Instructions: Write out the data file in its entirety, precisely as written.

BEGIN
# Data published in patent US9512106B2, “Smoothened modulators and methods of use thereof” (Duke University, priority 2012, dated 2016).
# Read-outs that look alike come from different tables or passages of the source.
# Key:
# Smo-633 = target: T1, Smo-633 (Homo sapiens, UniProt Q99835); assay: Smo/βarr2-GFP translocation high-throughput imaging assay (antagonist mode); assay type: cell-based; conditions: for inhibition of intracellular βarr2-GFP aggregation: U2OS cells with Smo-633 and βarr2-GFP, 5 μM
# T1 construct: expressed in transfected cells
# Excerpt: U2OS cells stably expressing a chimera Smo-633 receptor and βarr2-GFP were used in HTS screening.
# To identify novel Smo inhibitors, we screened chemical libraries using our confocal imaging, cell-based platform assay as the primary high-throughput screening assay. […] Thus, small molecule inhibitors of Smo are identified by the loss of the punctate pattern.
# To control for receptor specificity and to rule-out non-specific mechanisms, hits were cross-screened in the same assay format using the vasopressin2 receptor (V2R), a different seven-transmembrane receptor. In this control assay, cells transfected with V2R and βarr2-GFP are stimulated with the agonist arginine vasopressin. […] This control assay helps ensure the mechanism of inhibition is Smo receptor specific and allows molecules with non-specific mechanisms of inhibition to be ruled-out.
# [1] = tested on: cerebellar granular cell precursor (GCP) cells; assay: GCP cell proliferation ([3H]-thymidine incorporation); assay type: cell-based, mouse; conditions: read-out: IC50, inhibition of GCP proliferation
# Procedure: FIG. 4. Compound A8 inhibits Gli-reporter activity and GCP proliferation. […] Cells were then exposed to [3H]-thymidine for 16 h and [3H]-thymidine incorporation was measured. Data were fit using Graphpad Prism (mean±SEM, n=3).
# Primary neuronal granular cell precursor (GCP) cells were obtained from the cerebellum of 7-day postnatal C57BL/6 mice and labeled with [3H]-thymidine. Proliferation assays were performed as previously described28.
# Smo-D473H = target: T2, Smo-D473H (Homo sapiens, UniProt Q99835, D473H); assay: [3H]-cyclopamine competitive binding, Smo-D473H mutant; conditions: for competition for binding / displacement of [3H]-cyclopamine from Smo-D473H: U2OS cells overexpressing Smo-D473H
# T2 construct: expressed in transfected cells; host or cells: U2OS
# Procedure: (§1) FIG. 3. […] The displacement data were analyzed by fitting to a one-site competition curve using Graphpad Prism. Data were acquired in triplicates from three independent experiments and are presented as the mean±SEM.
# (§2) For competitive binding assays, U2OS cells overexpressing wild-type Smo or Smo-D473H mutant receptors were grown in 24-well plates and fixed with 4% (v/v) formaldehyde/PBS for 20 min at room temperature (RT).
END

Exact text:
# Data published in patent US9512106B2, “Smoothened modulators and methods of use thereof” (Duke University, priority 2012, dated 2016).
# Read-outs that look alike come from different tables or passages of the source.
# Key:
# Smo-633 = target: T1, Smo-633 (Homo sapiens, UniProt Q99835); assay: Smo/βarr2-GFP translocation high-throughput imaging assay (antagonist mode); assay type: cell-based; conditions: for inhibition of intracellular βarr2-GFP aggregation: U2OS cells with Smo-633 and βarr2-GFP, 5 μM
# T1 construct: expressed in transfected cells
# Excerpt: U2OS cells stably expressing a chimera Smo-633 receptor and βarr2-GFP were used in HTS screening.
# To identify novel Smo inhibitors, we screened chemical libraries using our confocal imaging, cell-based platform assay as the primary high-throughput screening assay. […] Thus, small molecule inhibitors of Smo are identified by the loss of the punctate pattern.
# To control for receptor specificity and to rule-out non-specific mechanisms, hits were cross-screened in the same assay format using the vasopressin2 receptor (V2R), a different seven-transmembrane receptor. In this control assay, cells transfected with V2R and βarr2-GFP are stimulated with the agonist arginine vasopressin. […] This control assay helps ensure the mechanism of inhibition is Smo receptor specific and allows molecules with non-specific mechanisms of inhibition to be ruled-out.
# [1] = tested on: cerebellar granular cell precursor (GCP) cells; assay: GCP cell proliferation ([3H]-thymidine incorporation); assay type: cell-based, mouse; conditions: read-out: IC50, inhibition of GCP proliferation
# Procedure: FIG. 4. Compound A8 inhibits Gli-reporter activity and GCP proliferation. […] Cells were then exposed to [3H]-thymidine for 16 h and [3H]-thymidine incorporation was measured. Data were fit using Graphpad Prism (mean±SEM, n=3).
# Primary neuronal granular cell precursor (GCP) cells were obtained from the cerebellum of 7-day postnatal C57BL/6 mice and labeled with [3H]-thymidine. Proliferation assays were performed as previously described28.
# Smo-D473H = target: T2, Smo-D473H (Homo sapiens, UniProt Q99835, D473H); assay: [3H]-cyclopamine competitive binding, Smo-D473H mutant; conditions: for competition for binding / displacement of [3H]-cyclopamine from Smo-D473H: U2OS cells overexpressing Smo-D473H
# T2 construct: expressed in transfected cells; host or cells: U2OS
# Procedure: (§1) FIG. 3. […] The displacement data were analyzed by fitting to a one-site competition curve using Graphpad Prism. Data were acquired in triplicates from three independent experiments and are presented as the mean±SEM.
# (§2) For competitive binding assays, U2OS cells overexpressing wild-type Smo or Smo-D473H mutant receptors were grown in 24-well plates and fixed with 4% (v/v) formaldehyde/PBS for 20 min at room temperature (RT).